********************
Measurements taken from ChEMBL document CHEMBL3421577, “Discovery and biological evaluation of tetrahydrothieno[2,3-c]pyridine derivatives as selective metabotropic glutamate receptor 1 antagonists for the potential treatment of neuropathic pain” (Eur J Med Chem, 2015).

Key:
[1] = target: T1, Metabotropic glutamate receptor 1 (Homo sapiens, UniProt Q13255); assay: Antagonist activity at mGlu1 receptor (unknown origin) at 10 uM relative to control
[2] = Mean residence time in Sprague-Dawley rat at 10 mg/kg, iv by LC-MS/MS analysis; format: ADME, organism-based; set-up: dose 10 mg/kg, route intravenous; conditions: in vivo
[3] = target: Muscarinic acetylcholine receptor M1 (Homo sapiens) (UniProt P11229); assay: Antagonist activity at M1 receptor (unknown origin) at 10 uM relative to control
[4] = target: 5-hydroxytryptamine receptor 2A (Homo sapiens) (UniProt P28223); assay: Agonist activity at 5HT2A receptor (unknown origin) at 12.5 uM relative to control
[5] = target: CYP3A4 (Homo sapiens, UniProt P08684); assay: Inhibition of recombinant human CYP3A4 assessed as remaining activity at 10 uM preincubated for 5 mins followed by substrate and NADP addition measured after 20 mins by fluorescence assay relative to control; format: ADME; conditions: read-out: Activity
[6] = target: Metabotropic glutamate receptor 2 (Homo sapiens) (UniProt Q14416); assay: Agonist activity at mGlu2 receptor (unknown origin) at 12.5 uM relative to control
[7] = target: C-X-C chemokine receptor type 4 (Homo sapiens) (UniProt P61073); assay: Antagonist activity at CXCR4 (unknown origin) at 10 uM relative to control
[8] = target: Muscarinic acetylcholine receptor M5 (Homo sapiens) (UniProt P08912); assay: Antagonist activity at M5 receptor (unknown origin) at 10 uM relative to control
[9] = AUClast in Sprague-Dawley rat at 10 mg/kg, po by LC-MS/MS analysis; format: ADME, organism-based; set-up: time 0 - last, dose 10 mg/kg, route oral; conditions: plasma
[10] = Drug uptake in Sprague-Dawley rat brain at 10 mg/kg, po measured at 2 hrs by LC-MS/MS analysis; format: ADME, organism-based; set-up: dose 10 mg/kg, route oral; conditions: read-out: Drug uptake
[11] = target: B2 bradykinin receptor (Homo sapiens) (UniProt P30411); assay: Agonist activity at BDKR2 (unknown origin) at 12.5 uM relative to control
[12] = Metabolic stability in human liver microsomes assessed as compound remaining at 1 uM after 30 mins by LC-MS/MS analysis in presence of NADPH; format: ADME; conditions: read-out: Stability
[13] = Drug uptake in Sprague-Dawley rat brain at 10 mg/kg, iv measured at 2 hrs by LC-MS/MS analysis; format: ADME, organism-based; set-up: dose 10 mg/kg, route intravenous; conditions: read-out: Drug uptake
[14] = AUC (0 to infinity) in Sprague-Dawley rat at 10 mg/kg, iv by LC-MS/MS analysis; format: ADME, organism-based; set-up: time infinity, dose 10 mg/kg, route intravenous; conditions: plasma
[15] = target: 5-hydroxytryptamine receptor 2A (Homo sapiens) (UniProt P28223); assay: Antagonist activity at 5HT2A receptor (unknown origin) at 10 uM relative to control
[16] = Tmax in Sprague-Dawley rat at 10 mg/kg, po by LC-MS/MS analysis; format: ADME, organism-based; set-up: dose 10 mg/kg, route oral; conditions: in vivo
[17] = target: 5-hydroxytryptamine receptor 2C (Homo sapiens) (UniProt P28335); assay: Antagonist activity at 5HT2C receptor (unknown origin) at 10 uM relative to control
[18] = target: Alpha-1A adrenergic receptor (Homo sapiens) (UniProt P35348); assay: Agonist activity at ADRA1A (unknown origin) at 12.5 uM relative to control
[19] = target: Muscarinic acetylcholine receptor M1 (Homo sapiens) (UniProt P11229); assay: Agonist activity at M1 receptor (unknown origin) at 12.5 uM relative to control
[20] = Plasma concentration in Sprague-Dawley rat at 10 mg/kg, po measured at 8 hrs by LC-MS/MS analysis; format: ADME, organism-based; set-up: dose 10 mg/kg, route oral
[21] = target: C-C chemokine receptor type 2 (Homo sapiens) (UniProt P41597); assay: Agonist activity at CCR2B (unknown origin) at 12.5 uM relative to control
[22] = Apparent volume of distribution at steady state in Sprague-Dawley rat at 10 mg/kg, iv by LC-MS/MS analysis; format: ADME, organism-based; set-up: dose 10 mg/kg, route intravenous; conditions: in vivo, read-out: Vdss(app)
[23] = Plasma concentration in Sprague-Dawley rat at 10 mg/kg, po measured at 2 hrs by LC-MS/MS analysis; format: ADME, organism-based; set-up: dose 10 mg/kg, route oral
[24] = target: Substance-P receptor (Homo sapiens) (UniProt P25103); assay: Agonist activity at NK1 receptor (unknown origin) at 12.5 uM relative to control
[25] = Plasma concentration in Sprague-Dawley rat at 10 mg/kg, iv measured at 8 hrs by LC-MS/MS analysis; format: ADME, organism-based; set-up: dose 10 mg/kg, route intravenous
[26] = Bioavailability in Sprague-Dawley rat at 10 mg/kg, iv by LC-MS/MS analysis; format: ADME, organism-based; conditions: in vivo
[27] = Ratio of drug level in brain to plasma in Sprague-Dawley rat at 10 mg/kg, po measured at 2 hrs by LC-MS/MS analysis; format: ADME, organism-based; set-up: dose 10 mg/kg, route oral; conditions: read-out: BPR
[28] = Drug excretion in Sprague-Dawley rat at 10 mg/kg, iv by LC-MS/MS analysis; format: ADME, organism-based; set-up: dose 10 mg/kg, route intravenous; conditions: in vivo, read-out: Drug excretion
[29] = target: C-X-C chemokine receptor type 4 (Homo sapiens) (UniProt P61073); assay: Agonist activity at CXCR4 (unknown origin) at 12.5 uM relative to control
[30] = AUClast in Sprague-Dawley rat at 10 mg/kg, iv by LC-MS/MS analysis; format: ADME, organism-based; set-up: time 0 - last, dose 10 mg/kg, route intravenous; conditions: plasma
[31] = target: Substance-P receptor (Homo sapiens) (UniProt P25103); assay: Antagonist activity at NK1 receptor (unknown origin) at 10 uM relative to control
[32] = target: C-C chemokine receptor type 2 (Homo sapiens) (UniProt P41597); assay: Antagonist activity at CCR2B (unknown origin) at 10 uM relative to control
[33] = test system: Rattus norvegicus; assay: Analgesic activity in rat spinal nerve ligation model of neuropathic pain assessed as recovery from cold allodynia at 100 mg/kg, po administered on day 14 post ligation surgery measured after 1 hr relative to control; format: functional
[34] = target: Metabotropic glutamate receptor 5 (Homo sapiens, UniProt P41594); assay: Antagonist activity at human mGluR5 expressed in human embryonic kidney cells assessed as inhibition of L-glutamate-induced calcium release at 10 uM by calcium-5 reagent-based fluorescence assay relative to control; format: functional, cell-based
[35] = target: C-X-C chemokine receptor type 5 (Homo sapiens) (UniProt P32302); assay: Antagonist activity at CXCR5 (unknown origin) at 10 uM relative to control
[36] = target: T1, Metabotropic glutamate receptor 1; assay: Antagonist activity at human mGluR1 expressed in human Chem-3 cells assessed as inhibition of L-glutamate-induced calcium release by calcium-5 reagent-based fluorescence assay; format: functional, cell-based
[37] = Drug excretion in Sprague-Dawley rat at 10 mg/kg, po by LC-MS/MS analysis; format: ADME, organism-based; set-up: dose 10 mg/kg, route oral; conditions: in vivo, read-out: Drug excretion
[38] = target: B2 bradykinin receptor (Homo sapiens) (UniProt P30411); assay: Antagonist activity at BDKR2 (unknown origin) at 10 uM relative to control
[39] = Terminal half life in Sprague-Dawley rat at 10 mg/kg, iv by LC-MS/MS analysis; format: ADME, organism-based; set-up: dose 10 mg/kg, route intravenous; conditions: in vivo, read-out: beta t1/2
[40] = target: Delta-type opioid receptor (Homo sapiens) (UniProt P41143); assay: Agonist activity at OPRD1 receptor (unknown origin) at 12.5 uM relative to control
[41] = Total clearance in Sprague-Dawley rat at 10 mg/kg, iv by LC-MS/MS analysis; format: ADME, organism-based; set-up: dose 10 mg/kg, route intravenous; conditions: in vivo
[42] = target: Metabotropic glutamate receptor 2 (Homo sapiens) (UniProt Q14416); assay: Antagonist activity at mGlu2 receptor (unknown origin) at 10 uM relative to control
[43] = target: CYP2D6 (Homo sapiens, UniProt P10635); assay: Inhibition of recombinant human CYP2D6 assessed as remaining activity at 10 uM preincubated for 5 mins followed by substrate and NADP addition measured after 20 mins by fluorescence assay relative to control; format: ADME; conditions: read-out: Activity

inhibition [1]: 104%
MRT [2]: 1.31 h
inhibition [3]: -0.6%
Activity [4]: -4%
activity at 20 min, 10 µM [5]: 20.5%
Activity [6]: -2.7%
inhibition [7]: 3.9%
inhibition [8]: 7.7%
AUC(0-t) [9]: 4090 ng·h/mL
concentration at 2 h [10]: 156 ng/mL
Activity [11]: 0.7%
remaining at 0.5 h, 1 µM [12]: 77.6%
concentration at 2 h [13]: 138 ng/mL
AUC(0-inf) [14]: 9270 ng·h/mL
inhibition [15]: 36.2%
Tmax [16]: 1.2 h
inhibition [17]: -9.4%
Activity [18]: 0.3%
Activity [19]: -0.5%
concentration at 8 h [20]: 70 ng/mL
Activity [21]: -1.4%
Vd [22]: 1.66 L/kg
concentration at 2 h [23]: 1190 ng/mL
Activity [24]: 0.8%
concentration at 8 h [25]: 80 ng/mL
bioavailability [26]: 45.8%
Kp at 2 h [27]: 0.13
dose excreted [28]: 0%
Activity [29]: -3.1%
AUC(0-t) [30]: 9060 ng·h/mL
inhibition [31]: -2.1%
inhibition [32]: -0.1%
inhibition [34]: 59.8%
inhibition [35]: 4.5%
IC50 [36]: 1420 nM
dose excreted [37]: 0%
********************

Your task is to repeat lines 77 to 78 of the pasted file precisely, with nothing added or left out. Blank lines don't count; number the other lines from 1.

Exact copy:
inhibition [32]: -0.1%
inhibition [34]: 59.8%